Imagine an entire year in which the fields were to rest, though you could eat whatever grew wild in them. The harvest of the year before would miraculously expand to provide for your needs until the next harvest after the year of rest had been planted and reaped. If someone had sold an inheritance item or property due to hard times, it was to return to his ownership during this year. If debts were owed, they were to be forgiven. If someone had indentured himself as a servant, he was to go free during this year. During this year one was also expected to show abundant mercy and kindness to kinsman and strangers alike. Opening your home and giving of your wealth to those in need without expecting repayment or personal gain for doing so was the rule rather than the exception.
Sounds a bit surreal doesn’t it?
The Jubilee Year of Mercy
What I have just described is the Jubilee Year from Leviticus chapter 25 in the Bible. The Jubilee Year happened every 50 years (once in a lifetime perhaps) and was a year of mercy, forgiveness and grace. A year of rest and preparation for the work, projects, and prosperity that lay ahead.
In the 1500s, it is said that Jubilee Years were celebrated every 33 years, in honor of the years of Jesus’ earthly life. In modern day history, however, many Catholic cathedrals celebrate a Jubilee every 25 years, And in March of 2015, Pope Francis declared a special Year of Mercy, a Jubilee Year, and decided that all the holy doors in the world should be opened from December 12, 2015 through November 20, 2016. He asked his council to organize this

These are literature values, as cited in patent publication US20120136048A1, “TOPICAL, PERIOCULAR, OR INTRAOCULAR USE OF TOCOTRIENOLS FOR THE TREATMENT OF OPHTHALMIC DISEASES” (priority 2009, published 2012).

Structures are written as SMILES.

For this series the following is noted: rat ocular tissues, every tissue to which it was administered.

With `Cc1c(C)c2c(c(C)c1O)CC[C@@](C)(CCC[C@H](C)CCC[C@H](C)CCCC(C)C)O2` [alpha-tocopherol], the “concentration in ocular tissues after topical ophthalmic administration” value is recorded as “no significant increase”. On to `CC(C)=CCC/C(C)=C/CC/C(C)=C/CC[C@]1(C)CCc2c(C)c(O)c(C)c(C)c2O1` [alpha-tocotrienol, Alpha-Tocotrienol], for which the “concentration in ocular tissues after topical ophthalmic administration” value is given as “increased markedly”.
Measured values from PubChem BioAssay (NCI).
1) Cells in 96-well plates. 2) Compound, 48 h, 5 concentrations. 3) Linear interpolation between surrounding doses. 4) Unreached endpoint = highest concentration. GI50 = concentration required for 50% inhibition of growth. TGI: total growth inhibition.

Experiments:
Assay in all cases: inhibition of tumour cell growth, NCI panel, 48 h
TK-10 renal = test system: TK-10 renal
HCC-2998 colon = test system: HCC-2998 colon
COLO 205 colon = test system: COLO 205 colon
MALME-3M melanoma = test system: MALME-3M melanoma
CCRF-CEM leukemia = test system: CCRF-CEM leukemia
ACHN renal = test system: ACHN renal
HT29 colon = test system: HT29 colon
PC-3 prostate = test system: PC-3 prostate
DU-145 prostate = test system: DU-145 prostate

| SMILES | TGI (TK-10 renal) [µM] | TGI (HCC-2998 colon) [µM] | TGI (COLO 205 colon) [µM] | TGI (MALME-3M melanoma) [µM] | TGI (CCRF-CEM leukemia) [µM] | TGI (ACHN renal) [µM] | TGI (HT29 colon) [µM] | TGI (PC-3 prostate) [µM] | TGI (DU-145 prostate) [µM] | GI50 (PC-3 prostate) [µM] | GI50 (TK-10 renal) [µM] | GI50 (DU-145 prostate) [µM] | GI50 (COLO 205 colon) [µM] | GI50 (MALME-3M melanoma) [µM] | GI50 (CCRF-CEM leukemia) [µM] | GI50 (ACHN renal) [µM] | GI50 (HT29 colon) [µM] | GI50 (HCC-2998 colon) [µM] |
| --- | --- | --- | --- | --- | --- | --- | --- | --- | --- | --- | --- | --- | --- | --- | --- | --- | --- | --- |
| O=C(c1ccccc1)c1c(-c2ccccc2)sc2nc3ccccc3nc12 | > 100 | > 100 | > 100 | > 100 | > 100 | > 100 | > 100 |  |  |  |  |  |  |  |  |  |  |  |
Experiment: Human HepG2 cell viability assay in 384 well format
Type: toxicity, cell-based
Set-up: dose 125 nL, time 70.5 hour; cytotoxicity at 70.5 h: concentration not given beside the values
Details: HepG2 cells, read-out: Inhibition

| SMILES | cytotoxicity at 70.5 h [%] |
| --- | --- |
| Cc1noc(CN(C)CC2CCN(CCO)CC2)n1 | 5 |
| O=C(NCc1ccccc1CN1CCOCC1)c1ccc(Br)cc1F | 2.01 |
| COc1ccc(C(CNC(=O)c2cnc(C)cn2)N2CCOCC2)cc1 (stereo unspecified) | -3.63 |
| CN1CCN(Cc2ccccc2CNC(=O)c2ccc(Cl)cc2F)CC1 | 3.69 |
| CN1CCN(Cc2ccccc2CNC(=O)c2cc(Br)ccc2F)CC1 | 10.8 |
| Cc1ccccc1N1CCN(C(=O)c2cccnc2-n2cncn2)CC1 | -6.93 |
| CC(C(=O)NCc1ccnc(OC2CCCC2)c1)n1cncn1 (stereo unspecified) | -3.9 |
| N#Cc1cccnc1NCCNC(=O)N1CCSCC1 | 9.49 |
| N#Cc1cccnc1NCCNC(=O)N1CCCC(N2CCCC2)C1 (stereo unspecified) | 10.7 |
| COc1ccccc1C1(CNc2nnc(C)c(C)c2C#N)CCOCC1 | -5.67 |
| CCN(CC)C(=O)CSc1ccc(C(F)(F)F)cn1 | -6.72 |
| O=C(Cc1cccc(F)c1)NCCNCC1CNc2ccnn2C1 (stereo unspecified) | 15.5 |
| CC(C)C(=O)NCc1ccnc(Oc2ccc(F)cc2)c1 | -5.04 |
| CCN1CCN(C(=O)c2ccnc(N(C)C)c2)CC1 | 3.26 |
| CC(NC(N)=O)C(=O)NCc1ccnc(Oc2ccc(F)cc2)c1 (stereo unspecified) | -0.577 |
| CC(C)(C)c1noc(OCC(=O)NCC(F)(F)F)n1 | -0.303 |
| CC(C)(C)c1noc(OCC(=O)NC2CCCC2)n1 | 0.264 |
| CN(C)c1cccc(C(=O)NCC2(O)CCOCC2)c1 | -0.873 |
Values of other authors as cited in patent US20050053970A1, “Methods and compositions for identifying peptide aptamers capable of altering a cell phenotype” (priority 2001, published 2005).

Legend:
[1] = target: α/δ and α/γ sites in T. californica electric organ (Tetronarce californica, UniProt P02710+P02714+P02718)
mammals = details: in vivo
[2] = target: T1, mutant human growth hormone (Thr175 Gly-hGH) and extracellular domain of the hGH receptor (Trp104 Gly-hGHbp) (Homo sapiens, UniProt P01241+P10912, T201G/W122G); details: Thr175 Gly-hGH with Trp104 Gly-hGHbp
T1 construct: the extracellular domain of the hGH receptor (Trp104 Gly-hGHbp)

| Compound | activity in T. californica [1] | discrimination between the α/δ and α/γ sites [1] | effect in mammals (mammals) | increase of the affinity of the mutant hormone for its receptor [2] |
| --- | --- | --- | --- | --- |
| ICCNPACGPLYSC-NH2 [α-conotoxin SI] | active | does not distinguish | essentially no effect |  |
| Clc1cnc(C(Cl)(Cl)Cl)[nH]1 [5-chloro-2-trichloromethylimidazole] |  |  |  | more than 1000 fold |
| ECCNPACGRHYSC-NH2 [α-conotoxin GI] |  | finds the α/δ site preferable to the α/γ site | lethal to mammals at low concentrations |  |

in order that it may come to life as a new step on the Church’s journey in her mission to bring the Gospel of mercy to each person.
The Holy Doors
The 2016 Jubilee Year of Mercy and the opening of the Holy Doors first came to my attention when I was invited to be the guest of Québec Region for the opening of the Holy Door at Notre-Dame de Québec. This particular Holy Door was made by the bronze artist Jules Lasalle, and is the only one of the seven existing Holy Doors that is located outside of Europe.
I fell in love with Québec City almost immediately, and though I was excited to be part of such a historical event, pleased to accept the prestigious media badge, and eager to learn whatever symbolic lessons my Lord had prepared for me through this experience, I was a bit unsure about attending my very first mass.
The Holy Door Ceremony
On December 12, 2015, I stood with the other members of the press as Cardinal Gerald C. Lacroix greeted the waiting crowds outside of the Basilica of Notre-Dame de Québec. After a short speech he led the procession up to the side chapel where the Holy Door had been installed. The side chapel was both a practical and symbolic location, we had been told during our private tour earlier that day, symbolizing the straight and narrow path to Christ, rather than the large broad open entrance of the cathedral. Once at the door, the Cardinal knocked symbolizing the Lord’s knocking at our own heart’s doors.